Thoughts from the EPS Windows Server Performance Team
Hello AskPerf readers! My name is Leena Nair, and I am a Support Engineer on the Performance team. Over the last couple of months, I’ve had some very interesting discussions with customers regarding anti-virus software selection, and I thought it might be interesting to share some pieces of those discussions with you. Almost anyone that owns, or works on a computer is aware of the dangers posed by malware and the need to install (and maintain) a reliable anti-virus program. However, as we’ve noted in several posts in the past, the anti-virus software itself has been known to cause issues that impact system performance and reliability. So, let’s start by taking a look at some things to consider when choosing an Anti-Virus package.
Even though many of these things seem to be fairly obvious, we often work with customers who are running into issues caused by AV software not performing as expected – causing pool memory depletion, hangs etc. And that will bring us to the end of this post. Take care!
- Leena Nair
It is indeed hard for the casual user to pick the right product. So many are also getting tricked into rogue products.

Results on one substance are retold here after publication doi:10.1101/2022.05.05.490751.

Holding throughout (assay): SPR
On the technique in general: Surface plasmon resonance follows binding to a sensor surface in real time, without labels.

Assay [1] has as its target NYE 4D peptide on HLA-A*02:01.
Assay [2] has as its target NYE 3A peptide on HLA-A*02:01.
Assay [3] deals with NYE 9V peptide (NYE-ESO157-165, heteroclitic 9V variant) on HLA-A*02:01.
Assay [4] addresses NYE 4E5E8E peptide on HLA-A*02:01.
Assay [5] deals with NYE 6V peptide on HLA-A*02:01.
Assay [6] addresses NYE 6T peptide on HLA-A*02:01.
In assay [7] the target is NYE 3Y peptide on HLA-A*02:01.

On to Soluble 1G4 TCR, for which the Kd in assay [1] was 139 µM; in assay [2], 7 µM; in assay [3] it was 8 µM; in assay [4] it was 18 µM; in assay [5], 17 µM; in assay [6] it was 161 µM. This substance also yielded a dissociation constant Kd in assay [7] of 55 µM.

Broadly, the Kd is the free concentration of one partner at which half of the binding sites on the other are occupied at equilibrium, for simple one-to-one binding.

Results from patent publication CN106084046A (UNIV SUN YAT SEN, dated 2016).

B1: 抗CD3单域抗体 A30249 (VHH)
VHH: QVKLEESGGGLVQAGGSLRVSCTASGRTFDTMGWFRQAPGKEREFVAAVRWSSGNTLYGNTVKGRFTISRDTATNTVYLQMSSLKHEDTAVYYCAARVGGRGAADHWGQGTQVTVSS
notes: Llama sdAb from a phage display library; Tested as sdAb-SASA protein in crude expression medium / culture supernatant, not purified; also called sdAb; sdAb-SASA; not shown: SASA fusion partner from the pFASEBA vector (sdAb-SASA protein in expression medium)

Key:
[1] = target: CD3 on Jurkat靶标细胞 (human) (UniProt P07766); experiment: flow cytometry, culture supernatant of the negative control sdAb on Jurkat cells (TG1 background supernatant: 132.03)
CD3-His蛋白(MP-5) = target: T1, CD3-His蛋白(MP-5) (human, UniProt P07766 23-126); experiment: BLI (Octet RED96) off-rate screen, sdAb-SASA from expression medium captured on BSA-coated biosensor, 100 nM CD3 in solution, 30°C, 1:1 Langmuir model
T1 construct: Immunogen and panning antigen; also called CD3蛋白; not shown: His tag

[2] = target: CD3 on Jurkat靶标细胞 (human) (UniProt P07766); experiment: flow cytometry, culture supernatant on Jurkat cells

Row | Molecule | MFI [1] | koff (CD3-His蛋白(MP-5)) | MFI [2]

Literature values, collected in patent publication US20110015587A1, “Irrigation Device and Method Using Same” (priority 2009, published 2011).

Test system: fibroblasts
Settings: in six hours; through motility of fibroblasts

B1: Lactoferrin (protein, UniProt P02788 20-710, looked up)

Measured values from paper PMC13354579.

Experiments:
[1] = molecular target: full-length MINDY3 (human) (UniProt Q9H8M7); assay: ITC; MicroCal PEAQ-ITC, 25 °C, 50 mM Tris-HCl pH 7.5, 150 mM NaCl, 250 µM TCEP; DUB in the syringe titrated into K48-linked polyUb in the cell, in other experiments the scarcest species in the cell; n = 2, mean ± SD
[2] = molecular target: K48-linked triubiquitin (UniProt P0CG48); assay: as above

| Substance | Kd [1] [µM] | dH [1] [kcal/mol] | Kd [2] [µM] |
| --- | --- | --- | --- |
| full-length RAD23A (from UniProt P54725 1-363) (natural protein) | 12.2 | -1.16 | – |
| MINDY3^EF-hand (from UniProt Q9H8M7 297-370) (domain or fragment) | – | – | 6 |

But Im glad to see that more users seem to be taking the time to at least try and pick the right product that will keep them safe online.
Keeps PC clean
Search-and-destroy is the best scan that I have used to keep my PC clean and working like new. It’s a great scanner that finds all the same bugs that other scans such as Norton can find. What’s even better is that it cost less than many of the other options. I found the antispyware solution from Search-and-destroy at www.search-and-destroy and decided to give it a try. That was one of the best decisions I ever made. I’m very happy with this scanner and would recommend it to anyone that wants to protect and care for their PC so it will last as long as possible.
Beyond performance hits due to use of extra resources, you didn't address that many A/V programs change behavior in subtle ways, breaking the semantic guarantees of the Windows API. For example, keeping file open and locked after the client application has closed all handles.
Some A/V programs also use inappropriate methods of intercepting data, including kernel patching, which introduce bugs into the OS especially when OS updates are installed and the patch is then applied to different code from that for which it was designed and tested.
It's not Microsoft's role to review the effectiveness of A/V software, but you certainly could call out certain products and vendors that are known to actually break the system in these ways.